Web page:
This is my first post to the Nikonians forums. I have been a member for some time and have enjoyed reading and learning from the different forums to which I subscribe. I bought my first D90 kit almost two years ago at Best Buy along with a AF micro Nikkor 60mm and the Nikkor 70-300 mm. I had been out of photography for years because my ex strangled the joy of shooting right out of my soul. Now I have come back to shooting with a vengeance. Last Spring I bought another D90 as a back up because I want to take photos of marsh birds and beach scenes (lighthouses, etc.) and we all know how cameras and lenses hate the sand and salt air. That said, I will unequivocally state that I will never get rid of my two D90s. Because I like the feel that the MB-D80s add to the D90s and the vertical shooting capabilities, I tried a D3x and decided that it fit my upgrade desires and have added it to my kit. Replace the D90s? NEVER!!
Well, given my uncontrollable urge to own the D7000 despite owning a D700 and a D300, I sold the D300, bought a used mint D90 and a new D7000. Brilliant, right? I plan to compare the three (D90/700/7000) and narrow my "keepers" to two. The D7000 arrives 11/11 from Amazon so write me if you want my impressions.
I am holding onto my d90 and would definitely not be upgrading to another Non Full frame Camera. My next investment would be the D700 or it's replacement. My D90 works great and it's always good to have a APS-C camera, ,Maybe in two years when the D7000 is replaced I may buy it but there really isn't much upgrading with a APS-C camera other than the resolution which can be controlled in Photoshop. Yep I am holding on to the 90er.
Next to my D300, my D90 is my 2nd favorite camera to shoot with. As a matter of fact, I'm still not sure which I like best. They're both great cameras. I keep my original 18-70mm f/3.5 - 5.6 lens on the D90. It was the original kit lens that came with my D70 and probably one of the best Nikon kit lenses ever. I was just looking at some pictures I took of my cat with the D90 and that lens. These pictures are as tack sharp as it gets with great IQ and perfect color control. When a camera works that well you don't get rid of it. Recently attended the PDN Photo Expo in NYC and the Nikon people at their booth all agreed that the D7000 fits in just between the D300 and D90. Glad to know I have both ends of the spectrum covered. I think the D90 is an excellent piece of photographic hardware and think that I probably won't ever be able to exhaust its photographic potential. When a camera like this, like my first D70, produces images with such great image quality, you don't get rid of it. Keep it and consider yourself very lucky to know what you have, just like the photographer who owns that very beautiful Nikon SP, a rare and lovely piece of equipment.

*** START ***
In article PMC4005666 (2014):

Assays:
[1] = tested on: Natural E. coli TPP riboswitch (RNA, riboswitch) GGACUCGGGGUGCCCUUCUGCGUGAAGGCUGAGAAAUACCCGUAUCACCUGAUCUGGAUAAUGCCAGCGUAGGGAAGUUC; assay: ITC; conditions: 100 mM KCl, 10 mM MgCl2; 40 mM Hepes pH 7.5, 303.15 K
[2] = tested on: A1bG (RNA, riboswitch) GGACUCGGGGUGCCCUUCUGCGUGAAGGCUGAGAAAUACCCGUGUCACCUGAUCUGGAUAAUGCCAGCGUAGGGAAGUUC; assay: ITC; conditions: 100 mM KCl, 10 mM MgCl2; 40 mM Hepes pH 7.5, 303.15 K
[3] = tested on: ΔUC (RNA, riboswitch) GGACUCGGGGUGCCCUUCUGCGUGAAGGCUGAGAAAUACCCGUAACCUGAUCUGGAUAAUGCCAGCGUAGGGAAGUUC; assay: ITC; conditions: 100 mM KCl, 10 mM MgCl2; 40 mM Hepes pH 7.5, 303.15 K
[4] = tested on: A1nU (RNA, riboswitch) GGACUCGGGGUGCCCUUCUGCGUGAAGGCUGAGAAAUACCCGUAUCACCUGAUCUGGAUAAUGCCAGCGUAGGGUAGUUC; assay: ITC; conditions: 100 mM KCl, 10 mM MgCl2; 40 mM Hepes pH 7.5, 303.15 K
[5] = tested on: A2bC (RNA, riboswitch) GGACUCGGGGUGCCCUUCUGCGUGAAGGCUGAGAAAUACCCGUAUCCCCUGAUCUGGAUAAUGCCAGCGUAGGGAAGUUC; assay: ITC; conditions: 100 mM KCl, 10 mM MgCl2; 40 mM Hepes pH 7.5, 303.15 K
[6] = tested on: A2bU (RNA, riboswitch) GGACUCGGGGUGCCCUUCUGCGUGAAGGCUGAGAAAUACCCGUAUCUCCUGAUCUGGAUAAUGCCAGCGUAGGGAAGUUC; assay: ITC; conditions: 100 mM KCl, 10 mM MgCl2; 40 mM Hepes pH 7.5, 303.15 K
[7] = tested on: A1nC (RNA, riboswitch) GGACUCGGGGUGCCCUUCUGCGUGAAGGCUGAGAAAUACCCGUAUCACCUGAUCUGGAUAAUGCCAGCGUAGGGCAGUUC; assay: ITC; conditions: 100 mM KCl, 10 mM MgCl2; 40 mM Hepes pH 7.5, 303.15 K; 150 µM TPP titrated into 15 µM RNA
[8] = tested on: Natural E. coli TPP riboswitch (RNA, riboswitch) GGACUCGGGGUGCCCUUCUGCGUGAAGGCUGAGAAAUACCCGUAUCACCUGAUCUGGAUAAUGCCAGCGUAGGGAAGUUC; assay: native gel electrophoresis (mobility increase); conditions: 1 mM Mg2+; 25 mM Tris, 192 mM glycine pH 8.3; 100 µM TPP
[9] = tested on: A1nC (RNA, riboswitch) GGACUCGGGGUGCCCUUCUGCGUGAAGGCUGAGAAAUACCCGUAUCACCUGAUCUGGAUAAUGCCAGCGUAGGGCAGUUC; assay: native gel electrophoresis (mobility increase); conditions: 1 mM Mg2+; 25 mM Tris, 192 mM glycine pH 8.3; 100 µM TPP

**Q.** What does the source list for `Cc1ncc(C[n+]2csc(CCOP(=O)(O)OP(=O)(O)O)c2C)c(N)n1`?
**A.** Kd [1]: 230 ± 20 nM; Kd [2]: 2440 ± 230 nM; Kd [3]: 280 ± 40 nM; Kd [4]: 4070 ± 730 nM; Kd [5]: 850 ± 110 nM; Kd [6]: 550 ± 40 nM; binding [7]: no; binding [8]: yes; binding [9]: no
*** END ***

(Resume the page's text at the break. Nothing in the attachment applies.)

Vasudevan, Congrats on hanging in there with the new hip and retirement. I discovered a batch of K-25 and K-64 in the bottom of my freezer (about 14 rolls) and contacted the folks in Kansas (I thought), but no response to date. Would you be able to use them? Kodachrome development ends in just about a month. Dick
>Just got my D90 today,moving up to digital from the N80.Will >still be shooting film also.Recently retired,getting a new hip >and starting life over Congratulations for the new life. We are similar tracks, got a D90, my first DSLR after long being a film shooter, 26 months and 35,000 shots ago, had a hip replacement 28 months ago, and started a new life in another country(where the hip operation cost me $5700 for great VIP care as opposed to $90,000 that was wanted in California after my insurance denied coverage) etc. Only no retirement in sight, never had a job to retire from, been self employed since I was 14 and will always work, which is too much fun to stop. Just last night my GF and I decided to create a 3rd business which we can do together. Life really does start again after a hip replacement. Won a dance contest in my favorite disco 1 month after shedding the crutches, just 2 months post op.
Interesting discussion. I shoot with both a D90 and D300s. My go to body the majority of the time is the D90 mainly because it is so compact and yet powerful. Hiking is my other passion and I don't like the extra weight if I don't really need it. I got the D300s because of features that I like for landscape photography, but unless I am doing something very specific, I instinctively grab the D90. The D7k is very tempting as it has many of the features of the D300 in a smaller, more rugged body. I won't be getting it soon as it does not do more than 3 step bracketing (I know there are ways to get around that) and I really do like the ability to use a wired remote (primitive instincts from FM2 days?) for multiple exposures. In summary, I am keeping the D90. If anything goes it would likely be the D300s. If the issue were the D80, it would be a no brainer for the D7k.
Fri 12-Nov-10 01:43 AM | edited Fri 12-Nov-10 02:14 AM by tomlaub